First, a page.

Thus, IFS can quickly and continuously increase its advantage in those sectors. IFS can do this because its technology has been open, and is not really locked into any particular technology stack as are many of its competitors. Prospective customers prefer this choice that allows them to take advantage of potential new innovations in the market.

Healthy Ratio of New vs. Old Customers

Further along the lines of bucking the trends is the fact that IFS has a high percentage of recurring revenue from sales to a growing customer base. New customers are generally buying IFS because of its functionality as it relates to their abovementioned core business processes (e.g., capital projects, manufacturing, EAM and service, etc.,) but the enhancements IFS continues to make to the user experience design are also definitely playing a part.

For example, some of the larger ERP vendors may be able to demonstrate the ability to support the functional requirements for a particular industry, but it is the complexity, and not only in terms of user experience, but also the technology and infrastructure required to deploy the solution, that give IFS the edge. On the other hand, there are many smaller vendors that may have developed a user interface (UI) that it easy to use, but they rely on partners to develop industry-specific functionality.

For established global organizations, this setup can leave uncertainty as to who supports which piece of the solution and who will continue to enhance it. So, it is really IFS' combination of providing deep functionality and a rich user experience that is proving to be a strong differentiator. As a result, IFS has added many new customers in Q2 2010.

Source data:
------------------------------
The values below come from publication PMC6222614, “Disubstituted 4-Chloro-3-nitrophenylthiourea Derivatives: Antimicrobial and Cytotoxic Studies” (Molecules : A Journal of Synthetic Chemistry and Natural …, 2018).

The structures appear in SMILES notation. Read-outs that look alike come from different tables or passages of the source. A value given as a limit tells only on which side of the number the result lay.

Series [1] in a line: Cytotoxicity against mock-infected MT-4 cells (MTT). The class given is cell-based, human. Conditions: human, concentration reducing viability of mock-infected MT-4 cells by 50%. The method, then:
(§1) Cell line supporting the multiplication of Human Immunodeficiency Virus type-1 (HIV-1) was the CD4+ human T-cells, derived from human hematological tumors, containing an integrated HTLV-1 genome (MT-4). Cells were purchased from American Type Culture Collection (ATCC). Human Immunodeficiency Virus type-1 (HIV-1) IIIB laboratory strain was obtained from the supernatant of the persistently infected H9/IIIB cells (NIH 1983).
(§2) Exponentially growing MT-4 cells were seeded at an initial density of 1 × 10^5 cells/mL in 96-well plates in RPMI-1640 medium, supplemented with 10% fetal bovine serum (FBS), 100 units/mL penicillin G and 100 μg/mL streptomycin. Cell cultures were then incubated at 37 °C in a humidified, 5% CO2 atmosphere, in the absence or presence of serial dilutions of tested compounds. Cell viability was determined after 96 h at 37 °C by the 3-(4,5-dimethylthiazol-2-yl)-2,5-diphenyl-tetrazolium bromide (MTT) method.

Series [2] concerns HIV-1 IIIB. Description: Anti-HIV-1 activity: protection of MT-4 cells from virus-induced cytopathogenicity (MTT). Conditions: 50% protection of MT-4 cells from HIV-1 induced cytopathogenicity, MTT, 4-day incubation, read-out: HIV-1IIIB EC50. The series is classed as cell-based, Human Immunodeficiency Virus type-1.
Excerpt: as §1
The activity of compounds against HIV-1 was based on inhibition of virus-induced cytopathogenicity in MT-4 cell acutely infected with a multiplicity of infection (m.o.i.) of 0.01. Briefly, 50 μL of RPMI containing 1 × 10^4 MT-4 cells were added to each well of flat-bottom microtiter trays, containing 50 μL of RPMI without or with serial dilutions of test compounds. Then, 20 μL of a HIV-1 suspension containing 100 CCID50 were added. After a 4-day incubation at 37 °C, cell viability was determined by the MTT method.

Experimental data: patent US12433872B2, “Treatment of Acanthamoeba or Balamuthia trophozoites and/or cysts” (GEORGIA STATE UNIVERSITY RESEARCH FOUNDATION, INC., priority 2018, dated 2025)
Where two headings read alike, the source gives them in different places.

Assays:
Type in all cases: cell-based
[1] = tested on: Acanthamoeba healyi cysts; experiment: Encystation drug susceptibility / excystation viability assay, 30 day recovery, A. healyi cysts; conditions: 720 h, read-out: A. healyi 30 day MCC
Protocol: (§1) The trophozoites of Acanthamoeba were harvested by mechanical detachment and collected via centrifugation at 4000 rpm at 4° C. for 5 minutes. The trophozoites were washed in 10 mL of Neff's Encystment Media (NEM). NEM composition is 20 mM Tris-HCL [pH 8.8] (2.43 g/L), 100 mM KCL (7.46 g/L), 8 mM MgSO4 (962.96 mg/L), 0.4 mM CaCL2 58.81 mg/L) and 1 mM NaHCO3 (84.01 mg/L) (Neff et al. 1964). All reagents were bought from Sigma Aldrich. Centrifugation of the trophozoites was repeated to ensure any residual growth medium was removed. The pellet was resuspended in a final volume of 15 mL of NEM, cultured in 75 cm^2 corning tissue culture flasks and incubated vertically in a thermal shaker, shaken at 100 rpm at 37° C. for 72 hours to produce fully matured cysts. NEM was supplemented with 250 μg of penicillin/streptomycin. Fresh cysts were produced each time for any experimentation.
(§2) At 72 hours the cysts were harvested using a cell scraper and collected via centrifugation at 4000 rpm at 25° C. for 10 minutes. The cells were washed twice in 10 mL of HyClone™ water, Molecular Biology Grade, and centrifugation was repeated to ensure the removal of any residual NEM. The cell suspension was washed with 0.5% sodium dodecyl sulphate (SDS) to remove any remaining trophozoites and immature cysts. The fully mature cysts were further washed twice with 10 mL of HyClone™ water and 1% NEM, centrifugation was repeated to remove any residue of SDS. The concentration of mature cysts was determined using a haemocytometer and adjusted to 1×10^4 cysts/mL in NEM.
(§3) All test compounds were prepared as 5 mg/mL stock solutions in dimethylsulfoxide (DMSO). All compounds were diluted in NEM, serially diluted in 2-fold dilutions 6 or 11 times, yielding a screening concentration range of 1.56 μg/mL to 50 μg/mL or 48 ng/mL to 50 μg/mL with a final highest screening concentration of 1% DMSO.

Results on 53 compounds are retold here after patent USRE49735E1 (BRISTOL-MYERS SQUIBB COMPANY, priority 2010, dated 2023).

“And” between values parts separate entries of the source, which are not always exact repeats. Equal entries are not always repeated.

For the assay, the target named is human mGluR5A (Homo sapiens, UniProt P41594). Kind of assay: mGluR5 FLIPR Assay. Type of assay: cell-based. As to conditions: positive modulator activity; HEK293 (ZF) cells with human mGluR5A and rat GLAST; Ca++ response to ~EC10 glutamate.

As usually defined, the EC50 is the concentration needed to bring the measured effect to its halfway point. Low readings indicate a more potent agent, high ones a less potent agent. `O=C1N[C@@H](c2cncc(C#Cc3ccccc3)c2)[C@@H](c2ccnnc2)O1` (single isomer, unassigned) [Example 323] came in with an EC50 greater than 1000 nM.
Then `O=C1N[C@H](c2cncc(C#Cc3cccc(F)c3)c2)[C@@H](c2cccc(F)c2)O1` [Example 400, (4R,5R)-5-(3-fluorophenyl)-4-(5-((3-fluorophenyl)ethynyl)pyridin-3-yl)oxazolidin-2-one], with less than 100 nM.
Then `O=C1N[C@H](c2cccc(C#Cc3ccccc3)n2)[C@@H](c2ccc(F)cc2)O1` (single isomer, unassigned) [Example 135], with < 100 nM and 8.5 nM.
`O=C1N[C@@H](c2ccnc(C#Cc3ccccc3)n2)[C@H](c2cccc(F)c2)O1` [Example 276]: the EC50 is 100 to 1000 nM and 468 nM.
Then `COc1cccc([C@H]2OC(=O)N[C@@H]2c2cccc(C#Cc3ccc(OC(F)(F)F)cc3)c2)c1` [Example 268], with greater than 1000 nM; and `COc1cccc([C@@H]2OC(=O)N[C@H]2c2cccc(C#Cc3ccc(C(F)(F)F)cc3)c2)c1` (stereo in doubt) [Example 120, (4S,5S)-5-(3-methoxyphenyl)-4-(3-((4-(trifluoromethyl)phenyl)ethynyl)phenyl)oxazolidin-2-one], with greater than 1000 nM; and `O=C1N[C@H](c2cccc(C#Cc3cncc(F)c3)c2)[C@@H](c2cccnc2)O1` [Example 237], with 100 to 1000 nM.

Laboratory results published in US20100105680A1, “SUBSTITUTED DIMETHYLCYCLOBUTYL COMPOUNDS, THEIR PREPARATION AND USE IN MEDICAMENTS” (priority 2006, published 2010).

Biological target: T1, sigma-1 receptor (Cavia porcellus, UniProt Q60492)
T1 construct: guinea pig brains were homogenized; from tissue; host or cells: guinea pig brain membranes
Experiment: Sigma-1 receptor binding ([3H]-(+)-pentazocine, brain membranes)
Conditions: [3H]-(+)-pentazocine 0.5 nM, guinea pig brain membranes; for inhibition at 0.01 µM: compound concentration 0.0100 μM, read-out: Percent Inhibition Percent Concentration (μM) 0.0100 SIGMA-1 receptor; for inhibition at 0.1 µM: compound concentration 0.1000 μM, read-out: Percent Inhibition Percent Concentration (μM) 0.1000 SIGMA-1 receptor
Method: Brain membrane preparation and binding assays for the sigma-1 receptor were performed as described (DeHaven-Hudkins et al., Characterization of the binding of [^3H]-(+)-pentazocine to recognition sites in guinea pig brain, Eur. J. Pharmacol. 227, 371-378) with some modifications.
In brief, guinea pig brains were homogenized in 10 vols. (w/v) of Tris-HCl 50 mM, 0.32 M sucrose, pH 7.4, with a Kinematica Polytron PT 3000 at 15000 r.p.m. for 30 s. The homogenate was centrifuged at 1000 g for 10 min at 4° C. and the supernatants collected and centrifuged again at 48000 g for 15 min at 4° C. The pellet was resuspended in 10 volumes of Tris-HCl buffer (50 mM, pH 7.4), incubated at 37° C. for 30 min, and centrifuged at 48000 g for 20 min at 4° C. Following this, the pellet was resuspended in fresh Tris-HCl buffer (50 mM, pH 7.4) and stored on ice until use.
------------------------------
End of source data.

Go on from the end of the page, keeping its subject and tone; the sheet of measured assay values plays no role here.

As for IFS’s existing customers, the IFS Enterprise Explorer (IEE) UI, Enterprise Applications Search (EAS), and other enhancements to the user experience are continuing to garner strong adoption, which in turn is driving the upgrade business. New functional components, such as Eco-footprint Management, are also showing strong interest with both new and established customers.

In many instances, the adoption is driven not as much as from these customers fully utilizing the eco-footprint functionality, but rather from knowing that when regulations require it they will be ready to comply. This is much more the case in environmentally-friendly and more regulated Europe than in other regions, but is especially true for companies with global operations.

IFS is also seeing a lot of activity with global companies that are expanding into other countries, either organically or by acquisition. The component-based architecture of IFS Applications enables these companies to more quickly expand into these regions with minimal disruptions to their business.

Part 2 of this blog series will analyze what the future might hold for IFS. In the meantime, your views, comments, opinions, etc. about the outlined market trends and about IFS Applications are welcome as usual. How do you think IFS will fare against its formidable competitors in light of its espoused strategy and recent concrete moves? If you are IFS Applications users, I would appreciate it if you shared your experiences with the product and the company.